Mount Hood’s Worst-Kept Secret

I’m on vacation right now, finding new places to walk. This week, instead of a new piece, you’re reading the ultimate flashback. This is the very first Trail A Week essay I wrote, months before the project itself began. It’s been edited since, but remains essentially in its original form.


I’d been a Portland resident for ten years before I made it to Mirror Lake. One of the few Mt Hood trails immediately accessible from the highway, this one has the reputation of being relatively short, relatively easy, and stunningly rewarding for so little sweat expended. It’s also on the main route up to Timberline, and every time I pass it, there are two dozen cars clustered at the trailhead, with a couple of new arrivals jockeying for space. I’ve never been tempted.

The day before I decided to chance it, I’d been flipping through my battered, graffitied copy of Afoot & Afield Portland/Vancouver, which I bought the year I moved here, and in spite of a more recent edition, have loved too much to replace. I was thinking about filling in some of those blank spots on my mental map. I don’t choose hikes at random, but I don’t often choose them rationally, either. I page through a few, in my head or in the book, and I sort of watch to see where my thoughts settle. Sometimes it takes an hour, sometimes more. Anticipation is the first pleasure of travel.


We started out from Portland in the clear, and drove into full rain by Sandy. Further up the mountain, it softened into mist. Perhaps the weather had driven away the usual crowds. The trailhead, occupied by a single lonely station wagon, sat unobtrusively on the side of a mountain that disappeared every few moments into a lazily drifting white fog. There’s a shouty little creek that clatters past beneath a thick growth of salix. This morning, it gave the impression of disturbing a vast silence. To reach the trail, you cross a classic log bridge over this excitable presence, and immediately, you’re swallowed whole by the trees.

They’re huge. Well, let me qualify that. I don’t think there’s a lot of old growth here, and the hemlocks and cedars around us weren’t physically any larger than average. But as a group, they had weight, and their quiet had its own texture. Black-trunked in the dripping fog, they shushed Camp Creek’s whitewater chatter like a librarian to an over-loud child. On a bright summer day, I imagine they’re less imposing. Few mere trees have the power to overawe dozens of sun-drunk humans clamoring to get to a pretty mountain lake.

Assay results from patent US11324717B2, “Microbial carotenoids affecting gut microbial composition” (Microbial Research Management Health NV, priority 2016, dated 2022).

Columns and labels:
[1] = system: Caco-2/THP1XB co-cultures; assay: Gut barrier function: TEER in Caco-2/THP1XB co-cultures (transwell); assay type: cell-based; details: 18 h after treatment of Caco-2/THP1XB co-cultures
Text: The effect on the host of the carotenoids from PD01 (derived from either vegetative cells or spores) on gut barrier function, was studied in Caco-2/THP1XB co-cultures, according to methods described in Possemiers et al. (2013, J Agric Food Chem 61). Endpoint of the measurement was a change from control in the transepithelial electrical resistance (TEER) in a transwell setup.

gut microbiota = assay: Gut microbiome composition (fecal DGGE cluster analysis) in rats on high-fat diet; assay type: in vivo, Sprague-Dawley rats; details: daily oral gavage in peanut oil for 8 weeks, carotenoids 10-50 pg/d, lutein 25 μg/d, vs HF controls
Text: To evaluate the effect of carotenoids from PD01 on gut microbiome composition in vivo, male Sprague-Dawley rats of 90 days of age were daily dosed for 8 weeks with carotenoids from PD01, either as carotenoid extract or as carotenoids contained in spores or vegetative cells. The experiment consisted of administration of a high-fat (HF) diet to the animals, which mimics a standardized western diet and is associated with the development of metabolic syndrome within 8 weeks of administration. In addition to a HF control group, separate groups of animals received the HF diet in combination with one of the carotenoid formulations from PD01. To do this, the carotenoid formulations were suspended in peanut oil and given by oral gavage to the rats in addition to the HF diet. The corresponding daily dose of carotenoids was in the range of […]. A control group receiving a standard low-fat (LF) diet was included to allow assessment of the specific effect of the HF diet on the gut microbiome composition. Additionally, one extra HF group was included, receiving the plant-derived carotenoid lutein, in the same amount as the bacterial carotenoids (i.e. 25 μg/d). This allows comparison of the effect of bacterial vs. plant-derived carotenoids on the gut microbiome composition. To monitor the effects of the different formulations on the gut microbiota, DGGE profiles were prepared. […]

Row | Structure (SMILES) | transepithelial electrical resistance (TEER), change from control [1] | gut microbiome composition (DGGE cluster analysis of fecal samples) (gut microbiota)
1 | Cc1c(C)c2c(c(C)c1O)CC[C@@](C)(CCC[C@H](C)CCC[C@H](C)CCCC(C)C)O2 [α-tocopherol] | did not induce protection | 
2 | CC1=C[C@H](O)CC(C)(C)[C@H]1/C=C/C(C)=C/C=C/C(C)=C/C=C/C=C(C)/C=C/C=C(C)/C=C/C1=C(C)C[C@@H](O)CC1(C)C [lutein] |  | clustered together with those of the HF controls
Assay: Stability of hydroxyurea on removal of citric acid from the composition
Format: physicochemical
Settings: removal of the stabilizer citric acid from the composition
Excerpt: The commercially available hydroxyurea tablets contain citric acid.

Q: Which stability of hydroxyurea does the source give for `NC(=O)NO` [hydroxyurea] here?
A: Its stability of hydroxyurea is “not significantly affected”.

Speaking of which, it’s only about a mile and a half in. The trail, as promised, is well-graded, though not so wide that I’d feel comfortable here at noon on a busy Saturday. The walk up is pleasant at a steady, conversation-friendly pace, and the walk down is easy on the joints. The forests are friendly throughout: open enough that you never feel claustrophobic, and opening every so often onto tumbled slopes with views of yet more forest.

The lake itself promises a postcard-pretty view of Mt Hood. This is something I’m still taking on faith: on the day of our visit, there was no view at all. We just barely saw the water.


Mirror Lake is quite small, a fact revealed only once, at a chance break in the thickening fog. On a clear day, I have no doubt it’s regulation Pacific Northwest beautiful, complete with mountain view. This gray May morning, it may not have graced any calendars, but the clear waters lapping almost imperceptibly at the pebbly shore, the greening salix bright against the gray, and the massed conifers standing half-seen watch around the rim gave a feeling of inward discovery.

It took perhaps ten minutes to pick our way around the lake on the boardwalks installed to protect it from hundreds of enthusiastic boots. We spoke at our normal volume, confident of our solitude, until my husband picked a faded orange tent out of the branchy jumble near  the shore. I can only hope the occupants of the station wagon were away at the time, or else enjoyed rolling their eyes at our volubility on the history and practice of marriage.

The moment when you realize you haven’t been alone at all in the wilderness is a vulnerable one. Sometimes it’s a relief, sometimes an annoyance, or a source of unease. This time it shamed us, and as our volume dropped, the mist slid in closer. This is where that ‘inward discovery’ shift happened. We spoke less, looked more, listened to our surroundings. Even regular contact with wilderness can’t make me keep this lesson; instead I learn it over and again, different every time.

The trail continues from the west shore up Tom Dick and Harry Mountain — a name that could benefit from a little punctuation. Excellent Cascade views are meant to be available from this slightly more difficult summit path, but with little hope of realizing them, we declined to continue. As always, Mt. Hood keeps a few secrets for next time.



Mirror Lake trailhead is located directly off Highway 26, between Milepost 51 and the town of Government Camp. The land is managed by Mt. Hood National Forest, and a National Forest Recreation Pass is required to park at the trailhead ($5/day.) Total hiking distance to and around the lake is less than 3.5 miles.


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